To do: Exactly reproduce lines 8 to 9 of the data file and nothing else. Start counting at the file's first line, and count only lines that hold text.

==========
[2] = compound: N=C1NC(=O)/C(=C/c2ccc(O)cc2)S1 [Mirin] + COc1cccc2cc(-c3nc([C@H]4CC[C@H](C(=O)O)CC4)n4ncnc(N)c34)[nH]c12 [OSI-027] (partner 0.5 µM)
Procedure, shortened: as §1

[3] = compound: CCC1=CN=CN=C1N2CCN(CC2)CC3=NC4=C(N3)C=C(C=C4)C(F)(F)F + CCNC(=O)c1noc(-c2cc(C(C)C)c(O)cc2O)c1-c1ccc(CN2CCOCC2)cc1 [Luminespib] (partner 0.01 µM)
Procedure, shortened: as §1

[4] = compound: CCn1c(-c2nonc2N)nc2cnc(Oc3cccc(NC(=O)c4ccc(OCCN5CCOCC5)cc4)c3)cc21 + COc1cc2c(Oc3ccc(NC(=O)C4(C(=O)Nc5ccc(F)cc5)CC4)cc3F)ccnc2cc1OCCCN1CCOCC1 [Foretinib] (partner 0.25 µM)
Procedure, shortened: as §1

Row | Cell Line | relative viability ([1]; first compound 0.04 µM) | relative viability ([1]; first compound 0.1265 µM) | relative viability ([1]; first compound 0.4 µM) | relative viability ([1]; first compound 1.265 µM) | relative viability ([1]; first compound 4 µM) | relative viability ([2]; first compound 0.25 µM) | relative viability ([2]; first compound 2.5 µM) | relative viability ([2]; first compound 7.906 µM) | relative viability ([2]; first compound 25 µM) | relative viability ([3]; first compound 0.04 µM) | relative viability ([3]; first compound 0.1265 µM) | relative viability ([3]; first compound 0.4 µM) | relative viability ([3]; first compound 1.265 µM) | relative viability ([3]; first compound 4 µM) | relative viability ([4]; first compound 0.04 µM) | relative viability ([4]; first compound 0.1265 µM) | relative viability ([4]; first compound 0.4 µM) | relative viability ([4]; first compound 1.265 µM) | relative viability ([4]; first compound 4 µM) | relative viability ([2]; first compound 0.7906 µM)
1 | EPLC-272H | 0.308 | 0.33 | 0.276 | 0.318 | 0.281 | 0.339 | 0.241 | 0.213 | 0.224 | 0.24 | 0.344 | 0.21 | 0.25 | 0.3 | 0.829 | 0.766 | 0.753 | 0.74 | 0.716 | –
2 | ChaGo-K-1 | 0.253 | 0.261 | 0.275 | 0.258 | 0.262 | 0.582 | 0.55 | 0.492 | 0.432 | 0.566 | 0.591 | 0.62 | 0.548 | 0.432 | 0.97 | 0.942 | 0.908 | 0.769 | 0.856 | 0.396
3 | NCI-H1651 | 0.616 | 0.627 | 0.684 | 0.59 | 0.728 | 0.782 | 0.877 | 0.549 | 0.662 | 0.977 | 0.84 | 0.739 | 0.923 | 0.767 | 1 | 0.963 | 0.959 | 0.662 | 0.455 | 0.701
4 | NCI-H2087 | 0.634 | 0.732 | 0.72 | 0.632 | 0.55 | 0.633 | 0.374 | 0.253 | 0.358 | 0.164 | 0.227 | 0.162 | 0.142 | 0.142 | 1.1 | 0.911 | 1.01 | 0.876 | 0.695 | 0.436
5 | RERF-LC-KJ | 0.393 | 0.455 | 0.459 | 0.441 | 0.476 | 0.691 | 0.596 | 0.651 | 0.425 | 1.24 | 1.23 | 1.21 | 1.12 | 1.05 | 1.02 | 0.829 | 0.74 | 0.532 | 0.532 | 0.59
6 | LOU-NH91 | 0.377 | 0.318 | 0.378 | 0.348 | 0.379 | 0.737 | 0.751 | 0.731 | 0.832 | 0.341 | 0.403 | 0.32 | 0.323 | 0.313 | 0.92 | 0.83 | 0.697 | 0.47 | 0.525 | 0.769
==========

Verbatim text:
1 | EPLC-272H | 0.308 | 0.33 | 0.276 | 0.318 | 0.281 | 0.339 | 0.241 | 0.213 | 0.224 | 0.24 | 0.344 | 0.21 | 0.25 | 0.3 | 0.829 | 0.766 | 0.753 | 0.74 | 0.716 | –
2 | ChaGo-K-1 | 0.253 | 0.261 | 0.275 | 0.258 | 0.262 | 0.582 | 0.55 | 0.492 | 0.432 | 0.566 | 0.591 | 0.62 | 0.548 | 0.432 | 0.97 | 0.942 | 0.908 | 0.769 | 0.856 | 0.396